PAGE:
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Old 11-05-2005, 12:06 PM   #8
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I tow my 24' tradewind with a '96 F150 (5.0 V8, 8.8 gear ratio). I can tow ok in the mid west but I think it would be a nightmare at high altitude. I want a 250 powerstroke for sure
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Old 11-05-2005, 03:18 PM   #9
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Quote:
from dmac: The earlier comments about needing a 3/4 ton truck to tow a 25' are "conservative". For example, the Ford 1/2 ton is rated to tow up to 9,900 lbs.
Tow capacity is an overblown public relations gimmick. My Titan hasw 'tow capacity' of 9600# so why am I bothering? You can tow 9000+ pounds if Eddie Arcaro is driving and there is only one gallon of fuel and nothing else aboard the TV. One had better pay the most attention to not overloading the TV's capacity (Empty weight + capacity = GVWR). Capacity needs to be respected whether the bed is full of oak or pulling a trailer.

Thus tongue weight becomes a larger issue relating to tow vehicle suitability and safety. Add in a 15% safety margin and new 25-footers overload just about every 1/2-tonner on the road. I'm serious -- they overload 'em even without the 15% safety margin! The same TV might be better suited to the much lighter weights of the same trailer twenty-five years ago. I am still happily using my Titan but under very well considered loading situations ... and they don't give me much freedom for bringing along toys or ranging very far from home. Proper tire pressures, well calibrated brake controllers, etc -- it never ends but one had better include each safety factor before not regretting the unforseen.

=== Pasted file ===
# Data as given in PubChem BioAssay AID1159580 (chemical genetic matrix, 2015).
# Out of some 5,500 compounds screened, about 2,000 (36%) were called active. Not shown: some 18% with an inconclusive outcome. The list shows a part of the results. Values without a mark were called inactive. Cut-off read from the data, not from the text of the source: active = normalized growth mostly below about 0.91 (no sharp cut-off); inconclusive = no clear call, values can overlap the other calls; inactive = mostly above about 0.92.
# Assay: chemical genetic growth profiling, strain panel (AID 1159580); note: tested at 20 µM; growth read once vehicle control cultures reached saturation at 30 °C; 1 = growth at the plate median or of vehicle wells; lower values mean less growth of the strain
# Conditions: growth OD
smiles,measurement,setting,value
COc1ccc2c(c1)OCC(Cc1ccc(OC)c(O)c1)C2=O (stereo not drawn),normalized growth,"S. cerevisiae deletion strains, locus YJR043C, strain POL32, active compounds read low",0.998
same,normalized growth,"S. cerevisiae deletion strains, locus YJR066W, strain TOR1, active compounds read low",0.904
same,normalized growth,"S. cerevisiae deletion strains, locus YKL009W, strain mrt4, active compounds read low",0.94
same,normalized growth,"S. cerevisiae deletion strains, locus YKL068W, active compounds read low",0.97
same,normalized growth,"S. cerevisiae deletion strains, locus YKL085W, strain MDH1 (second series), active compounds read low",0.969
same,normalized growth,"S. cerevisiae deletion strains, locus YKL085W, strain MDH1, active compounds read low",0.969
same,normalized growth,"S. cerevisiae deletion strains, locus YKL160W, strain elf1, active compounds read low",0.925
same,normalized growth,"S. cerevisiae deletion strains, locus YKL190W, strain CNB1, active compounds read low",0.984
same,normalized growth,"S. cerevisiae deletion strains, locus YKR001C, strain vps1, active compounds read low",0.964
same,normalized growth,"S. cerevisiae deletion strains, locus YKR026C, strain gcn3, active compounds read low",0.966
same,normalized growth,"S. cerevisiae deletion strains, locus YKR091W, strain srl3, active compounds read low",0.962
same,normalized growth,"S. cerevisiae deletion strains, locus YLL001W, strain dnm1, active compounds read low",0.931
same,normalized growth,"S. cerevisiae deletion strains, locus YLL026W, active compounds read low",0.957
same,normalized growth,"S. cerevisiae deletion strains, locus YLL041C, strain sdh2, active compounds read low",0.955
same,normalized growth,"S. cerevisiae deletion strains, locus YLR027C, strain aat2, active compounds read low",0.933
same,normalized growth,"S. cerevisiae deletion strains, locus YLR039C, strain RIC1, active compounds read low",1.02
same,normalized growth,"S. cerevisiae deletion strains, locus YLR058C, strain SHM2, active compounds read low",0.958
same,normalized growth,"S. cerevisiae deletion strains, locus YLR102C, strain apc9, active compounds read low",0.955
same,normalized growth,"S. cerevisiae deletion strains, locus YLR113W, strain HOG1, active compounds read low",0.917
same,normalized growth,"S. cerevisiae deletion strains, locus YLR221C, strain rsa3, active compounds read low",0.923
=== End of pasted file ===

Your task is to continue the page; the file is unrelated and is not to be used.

Strong statements excepted, certain specific vehicles may work okay if you do the math. (1500HD and others for instance) I only suggest we not play the same addition games we might play with the IRS ... :O
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Old 11-06-2005, 01:43 PM   #10
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An example...

The F150 Crew Cab with 5.4L engine and 3.73 gears...

- GCVWR is 15,000 lbs
- GVWR is 7,200 lbs
- With the truck at gross, that leaves 7,800 lbs for a trailer (also within the 9200 lb max towing limit)

- GVWR of a Safari 25 is 6,300 lbs
- 7800 lbs is 23% higher than this (1500/6300)

The 5.4 has 300 hp and 365 lb-ft of torque, which should be enough go power. Yeah, more is better...

I keep bringing this up because here diesel fuel costs $1.00/gallon more than regular gas. This more than offsets the mileage improvement of a diesel. So now the time to recover the extra investment in a diesel engine increases to forever. You really gotta want one!

Also, Andy has often talked about 3/4 ton+ trucks pounding the heck out of Airstreams due to the stiff suspendion.

There must be a reasonable compromise.